Spatial modeling at the landscape scale was based on the same approach as at the slope scale [3]. We combined a random forest [41] with ordinary kriging of the model residuals [20] to analyze the presence of organic layers above the mineral soil and the biogenic soil structure in the mineral soil. Random forest is a commonly used modeling technique to analyze complex non-linear relationships between spatial patterns of a target variable and environmental influencing factors, for example soil-landscape relationships (e.g., [42,43,44]). However, random forest models are limited in explaining soil-ecological patterns [3]; thus, we used ordinary kriging of the model residuals to account for the unexplained part of spatial soil-ecological patterns. The modeled areas comprised the closed coniferous forests on siliceous bedrock inside the study area. The factors considered for spatial modeling are summarized in Table 2. The mean values of the squared model residuals and explained variances of the model were calculated to evaluate the performance of the random forest models [45]. Spatial modeling was implemented with the statistical software R (version 3.4.0) [46] and the R package “randomForest” [45]. Model results were reclassified to humus form classes as at the slope scale (Table 1).

3. Results

The results regarding the relationship between humus forms and ground cover types at the local scale are listed in Table 3. Moder humus forms prevailed at sites N2 and N3 regardless of the ground cover type (north-facing slope, 1400 m and 1630 m a.s.l.). At site N1 (north-facing slope, 1200 m a.s.l.), there was a mosaic of Mull, Moder and Eroded Moder. Mull was related to spots covered with fern or moss vegetation, whereas Moder was related to litter spots (partially Eroded Moder) and to spots with accumulation of branches. Mull, Amphi and Mullmoder were the dominant humus forms at sites S6 and S7 (south-facing slope, 1200 m and 1400 m a.s.l.). At site S8, spots covered with grass/moss or characterized by accumulation of branches exhibited Moder humus forms, whereas Mullmoder humus forms dominated litter spots, which were more related to erosion processes. The relationship between the micro-topography, the ground cover type and the small-scale variability of humus forms is illustrated in Figure 4 by example of site S8.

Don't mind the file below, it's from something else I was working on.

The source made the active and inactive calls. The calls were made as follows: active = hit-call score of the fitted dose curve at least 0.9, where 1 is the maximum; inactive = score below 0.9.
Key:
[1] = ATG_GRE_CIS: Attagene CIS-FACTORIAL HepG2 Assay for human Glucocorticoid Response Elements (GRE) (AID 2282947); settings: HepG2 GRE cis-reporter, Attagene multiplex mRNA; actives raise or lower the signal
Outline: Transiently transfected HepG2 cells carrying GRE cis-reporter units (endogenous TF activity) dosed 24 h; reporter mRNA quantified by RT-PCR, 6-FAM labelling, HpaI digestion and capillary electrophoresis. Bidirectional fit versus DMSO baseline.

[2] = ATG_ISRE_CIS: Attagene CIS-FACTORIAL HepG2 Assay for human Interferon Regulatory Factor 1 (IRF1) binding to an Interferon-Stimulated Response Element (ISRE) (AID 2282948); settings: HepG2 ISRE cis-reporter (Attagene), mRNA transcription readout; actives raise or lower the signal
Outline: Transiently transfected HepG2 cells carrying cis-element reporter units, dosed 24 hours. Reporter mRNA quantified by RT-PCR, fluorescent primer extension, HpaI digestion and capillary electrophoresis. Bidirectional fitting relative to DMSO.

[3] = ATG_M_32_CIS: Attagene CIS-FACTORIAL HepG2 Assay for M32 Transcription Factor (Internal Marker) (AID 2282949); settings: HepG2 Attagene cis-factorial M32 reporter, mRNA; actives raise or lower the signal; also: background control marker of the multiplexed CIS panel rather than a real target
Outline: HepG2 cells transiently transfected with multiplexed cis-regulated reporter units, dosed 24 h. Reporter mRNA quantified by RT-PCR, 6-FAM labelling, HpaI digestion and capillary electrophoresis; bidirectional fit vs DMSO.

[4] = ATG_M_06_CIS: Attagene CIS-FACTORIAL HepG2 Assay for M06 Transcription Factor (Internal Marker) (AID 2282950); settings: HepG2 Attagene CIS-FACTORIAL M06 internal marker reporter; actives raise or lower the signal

The predicted patterns of humus form classes at the slope scale (as reclassified from the predicted presence of organic layers above the mineral soil and biogenic soil structure in the mineral soil based on Table 1) illustrate a dominance of Moder on the north-facing slope, especially above 1500 m a.s.l. The frequency of Amphi increases from higher to lower parts of the north-facing slope. On the south-facing slope, Mull and Amphi are dominant at low elevation, whereas Moder and Mullmoder prevail at high elevation. Additionally, humus forms characterized by erosion are predicted at some places of both slopes (Figure 5, see also Table S3).
Figure 6 displays the predicted patterns of humus form classes at the landscape scale. The most dominant predicted classes are Mullmoder and Moder, mostly with trend to Amphi. Mull and Amphi spots are rare and occur mostly at low elevation close to the valley bottoms, especially on south-facing slopes. The underlying model predictions of the presence of organic layers above the mineral soil and of the biogenic soil structure in the mineral soil (based on random forest plus kriging of the model residuals) are given in Figures S2 and S3. The evaluation of the random forest models (i.e., before kriging of the model residuals) yielded 0.18 (presence of organic layers above the mineral soil) and 0.23 (biogenic soil structure in the mineral soil) as mean values of the squared residuals and explained variances of 6% (presence of organic layers above the mineral soil) and 8% (biogenic soil structure in the mineral soil). Figure S4 shows the variograms used for kriging of the residuals.